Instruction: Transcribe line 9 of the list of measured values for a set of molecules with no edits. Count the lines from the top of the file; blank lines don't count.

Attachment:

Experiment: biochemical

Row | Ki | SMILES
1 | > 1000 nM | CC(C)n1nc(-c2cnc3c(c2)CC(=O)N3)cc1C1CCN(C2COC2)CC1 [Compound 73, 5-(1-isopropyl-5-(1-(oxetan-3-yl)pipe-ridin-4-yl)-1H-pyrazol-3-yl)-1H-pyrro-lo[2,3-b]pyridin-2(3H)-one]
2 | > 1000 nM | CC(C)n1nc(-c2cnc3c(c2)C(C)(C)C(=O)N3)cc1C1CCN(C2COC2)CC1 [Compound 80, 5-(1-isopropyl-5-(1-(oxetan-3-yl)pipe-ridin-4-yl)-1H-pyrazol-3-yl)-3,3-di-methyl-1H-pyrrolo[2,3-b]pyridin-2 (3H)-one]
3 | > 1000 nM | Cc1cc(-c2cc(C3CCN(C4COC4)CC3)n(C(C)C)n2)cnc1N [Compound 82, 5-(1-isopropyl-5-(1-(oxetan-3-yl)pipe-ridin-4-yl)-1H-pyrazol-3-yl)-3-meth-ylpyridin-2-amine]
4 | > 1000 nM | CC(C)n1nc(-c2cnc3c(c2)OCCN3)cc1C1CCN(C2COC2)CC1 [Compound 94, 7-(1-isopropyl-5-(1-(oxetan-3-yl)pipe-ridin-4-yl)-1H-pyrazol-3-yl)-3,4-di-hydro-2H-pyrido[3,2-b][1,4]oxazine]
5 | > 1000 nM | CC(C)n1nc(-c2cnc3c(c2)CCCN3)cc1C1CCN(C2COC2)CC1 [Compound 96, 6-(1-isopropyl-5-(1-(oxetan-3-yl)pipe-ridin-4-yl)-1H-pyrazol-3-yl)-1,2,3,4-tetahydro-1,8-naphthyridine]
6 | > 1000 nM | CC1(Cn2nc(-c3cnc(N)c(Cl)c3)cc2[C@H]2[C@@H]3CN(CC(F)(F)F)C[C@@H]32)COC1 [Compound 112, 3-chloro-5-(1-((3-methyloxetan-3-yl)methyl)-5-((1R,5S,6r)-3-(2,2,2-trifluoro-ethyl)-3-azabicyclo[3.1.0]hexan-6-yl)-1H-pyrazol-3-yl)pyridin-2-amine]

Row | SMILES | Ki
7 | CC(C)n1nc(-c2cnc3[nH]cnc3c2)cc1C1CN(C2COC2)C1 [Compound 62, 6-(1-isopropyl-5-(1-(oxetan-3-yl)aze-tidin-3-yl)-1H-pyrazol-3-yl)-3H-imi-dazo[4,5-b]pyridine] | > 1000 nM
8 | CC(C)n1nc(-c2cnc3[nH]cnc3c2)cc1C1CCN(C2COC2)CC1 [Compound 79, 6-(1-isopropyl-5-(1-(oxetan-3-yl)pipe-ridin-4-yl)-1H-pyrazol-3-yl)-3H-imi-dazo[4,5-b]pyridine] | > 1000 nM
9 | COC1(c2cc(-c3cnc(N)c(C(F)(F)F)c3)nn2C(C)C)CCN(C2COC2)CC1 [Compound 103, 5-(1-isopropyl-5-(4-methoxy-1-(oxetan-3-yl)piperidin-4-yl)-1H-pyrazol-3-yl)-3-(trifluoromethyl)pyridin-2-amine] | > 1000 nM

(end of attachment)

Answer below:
Row | SMILES | Ki